Spring is coming... and so are ticks! This week we would like to remind you that it is none too soon to have your pet treated to prevent attack by this unpleasant parasite. And here's a little information about ticks that you may not already know...
Ticks locate their prey by use of heat sensors. When a warm object passes by them, they attach to this object. The tick inserts its pincher-like mouthparts into the skin and begins feeding. These mouthparts are locked in place and will remain until the tick has completed the meal. The following method is recommended to remove a tick:
Use tweezers or a tick removal device and pull the tick off. Do not touch the tick since diseases can be transmitted. Consider wearing gloves when removing a tick. Grab the tick as close to the head as possible. Gently pull the tick out of the skin. Pieces of skin may come off with the tick. If the head of the tick remains in the skin, try to grab it and remove as much as possible. You may be unable to remove the entire head - your pet's immune system will try to dislodge the head and there will likely be no complications.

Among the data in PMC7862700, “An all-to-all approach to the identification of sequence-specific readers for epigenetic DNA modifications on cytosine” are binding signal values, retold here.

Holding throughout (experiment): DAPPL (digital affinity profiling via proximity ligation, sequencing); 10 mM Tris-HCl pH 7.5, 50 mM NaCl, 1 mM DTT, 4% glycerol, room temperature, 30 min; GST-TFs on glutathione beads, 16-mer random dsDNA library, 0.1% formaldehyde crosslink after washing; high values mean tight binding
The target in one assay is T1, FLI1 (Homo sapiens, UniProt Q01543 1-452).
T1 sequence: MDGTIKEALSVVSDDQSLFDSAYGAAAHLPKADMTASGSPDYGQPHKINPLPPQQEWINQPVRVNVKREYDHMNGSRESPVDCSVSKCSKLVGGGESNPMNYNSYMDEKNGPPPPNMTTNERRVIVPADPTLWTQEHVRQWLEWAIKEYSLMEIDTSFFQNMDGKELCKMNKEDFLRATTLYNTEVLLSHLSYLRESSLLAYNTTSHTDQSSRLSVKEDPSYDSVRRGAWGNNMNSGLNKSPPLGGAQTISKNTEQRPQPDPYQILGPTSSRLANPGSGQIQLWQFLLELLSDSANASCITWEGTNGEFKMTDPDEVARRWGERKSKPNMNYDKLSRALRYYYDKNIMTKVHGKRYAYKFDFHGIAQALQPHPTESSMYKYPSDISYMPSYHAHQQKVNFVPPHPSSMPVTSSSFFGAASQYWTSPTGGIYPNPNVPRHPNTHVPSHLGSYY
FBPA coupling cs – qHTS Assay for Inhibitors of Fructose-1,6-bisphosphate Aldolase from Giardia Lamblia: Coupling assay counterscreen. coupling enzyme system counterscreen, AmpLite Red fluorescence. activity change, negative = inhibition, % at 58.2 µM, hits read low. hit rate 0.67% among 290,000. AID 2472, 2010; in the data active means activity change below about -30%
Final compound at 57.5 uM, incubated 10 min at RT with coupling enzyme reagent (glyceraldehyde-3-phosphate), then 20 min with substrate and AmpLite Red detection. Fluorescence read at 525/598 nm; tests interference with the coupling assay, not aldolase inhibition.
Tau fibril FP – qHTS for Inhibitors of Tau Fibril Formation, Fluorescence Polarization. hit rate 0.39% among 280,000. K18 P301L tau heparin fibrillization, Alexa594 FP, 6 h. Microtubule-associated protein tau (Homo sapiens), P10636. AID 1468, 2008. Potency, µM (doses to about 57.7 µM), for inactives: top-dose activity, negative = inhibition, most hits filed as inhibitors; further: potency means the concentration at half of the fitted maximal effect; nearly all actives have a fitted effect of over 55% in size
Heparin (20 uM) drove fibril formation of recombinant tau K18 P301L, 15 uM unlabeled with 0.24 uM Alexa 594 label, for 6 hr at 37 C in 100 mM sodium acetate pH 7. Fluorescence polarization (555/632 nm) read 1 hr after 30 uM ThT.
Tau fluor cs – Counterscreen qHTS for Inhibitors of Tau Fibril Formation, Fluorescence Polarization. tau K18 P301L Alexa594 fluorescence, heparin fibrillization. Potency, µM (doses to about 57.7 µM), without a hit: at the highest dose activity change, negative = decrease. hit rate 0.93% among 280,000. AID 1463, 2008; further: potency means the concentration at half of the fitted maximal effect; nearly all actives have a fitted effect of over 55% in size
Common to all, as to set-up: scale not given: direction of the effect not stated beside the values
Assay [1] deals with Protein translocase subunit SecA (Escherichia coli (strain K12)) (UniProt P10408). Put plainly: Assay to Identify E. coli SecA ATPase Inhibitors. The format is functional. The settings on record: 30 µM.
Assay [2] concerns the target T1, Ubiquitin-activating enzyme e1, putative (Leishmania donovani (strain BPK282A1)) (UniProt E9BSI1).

Ticks can carry serious diseases that affect both pets and humans. The best method of controlling disease transmission is through a combination of tick avoidance and using tick preventative medications. Consult your veterinarian for the most effective medications available. You can learn more about tick prevention at petplace.com, from which this information was obtained.
Our featured pet this week is Tink, a stunningly beautiful domestic longhair-mix with a tortoiseshell coat and a sweet smile. She is about 9 months old. Her owner's grandchildren are allergic to her and were unable to keep her. She is playful but she also loves to be petted and cuddled. She is an ideal cat for any home. You can visit her at the NCSPCA, or see her pictures online at www.ncspca.org.